XML Transformation

XML documents form a tree structure that starts at “the root” and branches to “the leaves”.

XML Tree Structure

DOM node tree

An Example XML Document

The image above represents books in this XML:

<?xml version=”1.0″ encoding=”UTF-8?>
  <book category=”cooking”>
    <title lang=”en”>Everyday Italian</title>
    <author>Giada De Laurentiis</author>
  <book category=”children”>
    <title lang=”en”>Harry Potter</title>
    <author>J K. Rowling</author>
  <book category=”web”>
    <title lang=”en”>Learning XML</title>
    <author>Erik T. Ray</author>

XML Tree Structure

XML documents are formed as element trees.

An XML tree starts at a root element and branches from the root to child elements.

All elements can have sub elements (child elements):<root>

The terms parent, child, and sibling are used to describe the relationships between elements.

Parents have children. Children have parents. Siblings are children on the same level (brothers and sisters).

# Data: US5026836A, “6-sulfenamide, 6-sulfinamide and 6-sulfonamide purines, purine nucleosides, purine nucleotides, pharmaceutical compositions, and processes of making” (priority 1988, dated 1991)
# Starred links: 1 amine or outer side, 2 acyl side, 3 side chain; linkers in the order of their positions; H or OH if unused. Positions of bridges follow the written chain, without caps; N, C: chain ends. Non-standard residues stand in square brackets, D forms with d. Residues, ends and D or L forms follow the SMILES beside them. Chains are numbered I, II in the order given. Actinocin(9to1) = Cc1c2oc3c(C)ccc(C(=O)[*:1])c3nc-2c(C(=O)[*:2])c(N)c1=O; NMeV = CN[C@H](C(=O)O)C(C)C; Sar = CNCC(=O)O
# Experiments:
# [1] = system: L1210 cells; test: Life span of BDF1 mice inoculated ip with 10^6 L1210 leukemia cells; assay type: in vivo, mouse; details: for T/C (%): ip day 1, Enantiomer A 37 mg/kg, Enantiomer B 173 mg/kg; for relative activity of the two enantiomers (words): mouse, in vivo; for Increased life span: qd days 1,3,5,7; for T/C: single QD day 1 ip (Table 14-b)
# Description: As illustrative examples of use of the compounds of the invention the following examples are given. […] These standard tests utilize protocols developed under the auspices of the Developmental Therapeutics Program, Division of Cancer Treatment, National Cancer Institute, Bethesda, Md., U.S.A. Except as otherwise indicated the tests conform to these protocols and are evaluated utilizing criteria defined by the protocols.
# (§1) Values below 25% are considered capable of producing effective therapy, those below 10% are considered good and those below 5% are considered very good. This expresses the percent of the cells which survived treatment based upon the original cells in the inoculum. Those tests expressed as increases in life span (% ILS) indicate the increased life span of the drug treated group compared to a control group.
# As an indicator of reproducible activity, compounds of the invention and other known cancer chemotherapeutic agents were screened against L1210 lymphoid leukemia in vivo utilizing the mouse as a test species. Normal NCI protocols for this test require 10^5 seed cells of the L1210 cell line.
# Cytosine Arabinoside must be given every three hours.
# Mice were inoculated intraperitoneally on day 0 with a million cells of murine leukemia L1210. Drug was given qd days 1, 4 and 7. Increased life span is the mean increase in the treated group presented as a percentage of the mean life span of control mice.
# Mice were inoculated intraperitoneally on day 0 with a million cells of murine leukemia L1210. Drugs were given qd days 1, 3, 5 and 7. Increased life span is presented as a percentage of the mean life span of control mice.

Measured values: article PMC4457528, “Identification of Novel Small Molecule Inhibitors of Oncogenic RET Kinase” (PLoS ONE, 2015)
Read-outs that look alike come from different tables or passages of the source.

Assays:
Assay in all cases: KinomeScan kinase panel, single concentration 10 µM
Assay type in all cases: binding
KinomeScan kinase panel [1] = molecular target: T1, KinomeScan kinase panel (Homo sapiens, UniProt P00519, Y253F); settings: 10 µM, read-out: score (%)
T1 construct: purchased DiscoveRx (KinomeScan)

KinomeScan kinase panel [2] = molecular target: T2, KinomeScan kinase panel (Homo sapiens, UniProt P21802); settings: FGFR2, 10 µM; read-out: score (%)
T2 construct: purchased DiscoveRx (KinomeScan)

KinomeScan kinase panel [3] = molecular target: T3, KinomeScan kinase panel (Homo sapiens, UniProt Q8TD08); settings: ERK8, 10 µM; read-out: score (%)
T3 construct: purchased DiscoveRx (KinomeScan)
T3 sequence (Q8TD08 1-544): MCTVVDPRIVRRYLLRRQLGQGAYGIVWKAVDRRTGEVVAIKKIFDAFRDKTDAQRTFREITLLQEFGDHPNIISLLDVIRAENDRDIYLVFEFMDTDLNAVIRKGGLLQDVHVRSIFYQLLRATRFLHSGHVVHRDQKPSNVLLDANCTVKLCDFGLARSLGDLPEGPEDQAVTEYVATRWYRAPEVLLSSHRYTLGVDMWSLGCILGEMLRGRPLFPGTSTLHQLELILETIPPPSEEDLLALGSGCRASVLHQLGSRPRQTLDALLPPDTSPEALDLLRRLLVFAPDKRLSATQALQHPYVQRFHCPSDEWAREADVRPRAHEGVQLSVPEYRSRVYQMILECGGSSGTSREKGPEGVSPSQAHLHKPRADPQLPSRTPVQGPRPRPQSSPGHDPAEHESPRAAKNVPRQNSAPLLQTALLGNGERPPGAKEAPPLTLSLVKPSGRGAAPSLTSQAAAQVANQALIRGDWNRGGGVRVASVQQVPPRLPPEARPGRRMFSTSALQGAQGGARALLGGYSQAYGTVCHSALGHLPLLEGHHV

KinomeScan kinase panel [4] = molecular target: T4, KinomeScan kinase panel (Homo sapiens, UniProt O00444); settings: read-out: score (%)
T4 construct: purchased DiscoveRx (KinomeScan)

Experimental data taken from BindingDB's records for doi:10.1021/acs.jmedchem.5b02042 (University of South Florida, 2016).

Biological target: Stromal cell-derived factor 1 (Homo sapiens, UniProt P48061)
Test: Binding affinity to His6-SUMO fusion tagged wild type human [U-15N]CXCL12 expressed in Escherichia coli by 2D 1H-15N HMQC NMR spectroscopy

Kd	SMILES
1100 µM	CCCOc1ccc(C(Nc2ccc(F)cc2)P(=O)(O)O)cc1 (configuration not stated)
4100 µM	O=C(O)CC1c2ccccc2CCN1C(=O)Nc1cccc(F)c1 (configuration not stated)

All elements can have text content (Harry Potter) and attributes (category=”cooking”).

Self-Describing Syntax

XML uses a much self-describing syntax.

A prolog defines the XML version and the character encoding:

<?xml version=”1.0″ encoding=”UTF-8?>

The next line is the root element of the document:<bookstore>

The next line starts a <book> element:<book category=”cooking”>

The <book> elements have 4 child elements: <title>, <author>, <year>, <price>.<title lang=”en”>Everyday Italian</title>
<author>Giada De Laurentiis</author>

The next line ends the book element:</book>

You can assume, from this example, that the XML document contains information about books in a bookstore.

Leave a Reply

Your email address will not be published. Required fields are marked *

This site uses Akismet to reduce spam. Learn how your comment data is processed.